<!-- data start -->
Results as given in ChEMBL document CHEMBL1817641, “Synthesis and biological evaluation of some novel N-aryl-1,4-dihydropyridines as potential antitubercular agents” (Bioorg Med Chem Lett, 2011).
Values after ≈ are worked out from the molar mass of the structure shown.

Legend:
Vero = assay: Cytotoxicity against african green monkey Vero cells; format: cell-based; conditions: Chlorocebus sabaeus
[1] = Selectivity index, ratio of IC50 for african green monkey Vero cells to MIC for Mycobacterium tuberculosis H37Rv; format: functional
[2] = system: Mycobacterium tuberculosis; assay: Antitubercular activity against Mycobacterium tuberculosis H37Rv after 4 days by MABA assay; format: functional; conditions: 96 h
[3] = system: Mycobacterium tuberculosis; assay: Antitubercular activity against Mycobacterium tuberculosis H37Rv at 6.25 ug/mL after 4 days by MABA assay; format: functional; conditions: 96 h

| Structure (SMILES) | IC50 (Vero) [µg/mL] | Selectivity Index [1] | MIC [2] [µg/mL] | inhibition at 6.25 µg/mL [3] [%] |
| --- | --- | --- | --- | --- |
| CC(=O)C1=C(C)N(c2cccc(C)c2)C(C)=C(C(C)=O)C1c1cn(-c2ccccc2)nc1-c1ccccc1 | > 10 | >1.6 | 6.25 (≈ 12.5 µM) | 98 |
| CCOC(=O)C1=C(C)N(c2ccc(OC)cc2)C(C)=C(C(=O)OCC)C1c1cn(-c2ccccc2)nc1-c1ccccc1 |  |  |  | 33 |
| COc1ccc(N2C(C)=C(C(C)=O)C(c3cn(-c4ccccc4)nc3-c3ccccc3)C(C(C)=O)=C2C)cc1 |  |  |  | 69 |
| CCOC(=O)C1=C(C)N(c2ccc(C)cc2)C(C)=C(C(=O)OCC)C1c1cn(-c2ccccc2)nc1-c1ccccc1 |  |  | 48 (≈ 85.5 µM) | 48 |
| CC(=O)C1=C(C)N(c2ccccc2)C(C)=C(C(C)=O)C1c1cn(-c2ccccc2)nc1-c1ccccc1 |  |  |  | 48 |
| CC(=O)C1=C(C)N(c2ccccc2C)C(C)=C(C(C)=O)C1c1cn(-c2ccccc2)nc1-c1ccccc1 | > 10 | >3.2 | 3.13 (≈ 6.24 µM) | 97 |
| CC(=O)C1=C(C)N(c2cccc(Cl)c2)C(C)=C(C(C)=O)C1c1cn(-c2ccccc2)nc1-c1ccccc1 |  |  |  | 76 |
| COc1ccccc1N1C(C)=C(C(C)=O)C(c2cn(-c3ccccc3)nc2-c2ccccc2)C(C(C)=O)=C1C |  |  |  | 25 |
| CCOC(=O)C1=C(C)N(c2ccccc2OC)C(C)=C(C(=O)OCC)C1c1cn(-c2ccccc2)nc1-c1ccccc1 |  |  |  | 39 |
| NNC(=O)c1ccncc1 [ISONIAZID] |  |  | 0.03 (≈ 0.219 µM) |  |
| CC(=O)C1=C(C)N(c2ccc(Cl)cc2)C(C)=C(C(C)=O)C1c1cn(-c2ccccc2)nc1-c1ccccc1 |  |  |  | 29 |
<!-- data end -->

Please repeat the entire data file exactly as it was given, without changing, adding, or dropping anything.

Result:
Results as given in ChEMBL document CHEMBL1817641, “Synthesis and biological evaluation of some novel N-aryl-1,4-dihydropyridines as potential antitubercular agents” (Bioorg Med Chem Lett, 2011).
Values after ≈ are worked out from the molar mass of the structure shown.

Legend:
Vero = assay: Cytotoxicity against african green monkey Vero cells; format: cell-based; conditions: Chlorocebus sabaeus
[1] = Selectivity index, ratio of IC50 for african green monkey Vero cells to MIC for Mycobacterium tuberculosis H37Rv; format: functional
[2] = system: Mycobacterium tuberculosis; assay: Antitubercular activity against Mycobacterium tuberculosis H37Rv after 4 days by MABA assay; format: functional; conditions: 96 h
[3] = system: Mycobacterium tuberculosis; assay: Antitubercular activity against Mycobacterium tuberculosis H37Rv at 6.25 ug/mL after 4 days by MABA assay; format: functional; conditions: 96 h

| Structure (SMILES) | IC50 (Vero) [µg/mL] | Selectivity Index [1] | MIC [2] [µg/mL] | inhibition at 6.25 µg/mL [3] [%] |
| --- | --- | --- | --- | --- |
| CC(=O)C1=C(C)N(c2cccc(C)c2)C(C)=C(C(C)=O)C1c1cn(-c2ccccc2)nc1-c1ccccc1 | > 10 | >1.6 | 6.25 (≈ 12.5 µM) | 98 |
| CCOC(=O)C1=C(C)N(c2ccc(OC)cc2)C(C)=C(C(=O)OCC)C1c1cn(-c2ccccc2)nc1-c1ccccc1 |  |  |  | 33 |
| COc1ccc(N2C(C)=C(C(C)=O)C(c3cn(-c4ccccc4)nc3-c3ccccc3)C(C(C)=O)=C2C)cc1 |  |  |  | 69 |
| CCOC(=O)C1=C(C)N(c2ccc(C)cc2)C(C)=C(C(=O)OCC)C1c1cn(-c2ccccc2)nc1-c1ccccc1 |  |  | 48 (≈ 85.5 µM) | 48 |
| CC(=O)C1=C(C)N(c2ccccc2)C(C)=C(C(C)=O)C1c1cn(-c2ccccc2)nc1-c1ccccc1 |  |  |  | 48 |
| CC(=O)C1=C(C)N(c2ccccc2C)C(C)=C(C(C)=O)C1c1cn(-c2ccccc2)nc1-c1ccccc1 | > 10 | >3.2 | 3.13 (≈ 6.24 µM) | 97 |
| CC(=O)C1=C(C)N(c2cccc(Cl)c2)C(C)=C(C(C)=O)C1c1cn(-c2ccccc2)nc1-c1ccccc1 |  |  |  | 76 |
| COc1ccccc1N1C(C)=C(C(C)=O)C(c2cn(-c3ccccc3)nc2-c2ccccc2)C(C(C)=O)=C1C |  |  |  | 25 |
| CCOC(=O)C1=C(C)N(c2ccccc2OC)C(C)=C(C(=O)OCC)C1c1cn(-c2ccccc2)nc1-c1ccccc1 |  |  |  | 39 |
| NNC(=O)c1ccncc1 [ISONIAZID] |  |  | 0.03 (≈ 0.219 µM) |  |
| CC(=O)C1=C(C)N(c2ccc(Cl)cc2)C(C)=C(C(C)=O)C1c1cn(-c2ccccc2)nc1-c1ccccc1 |  |  |  | 29 |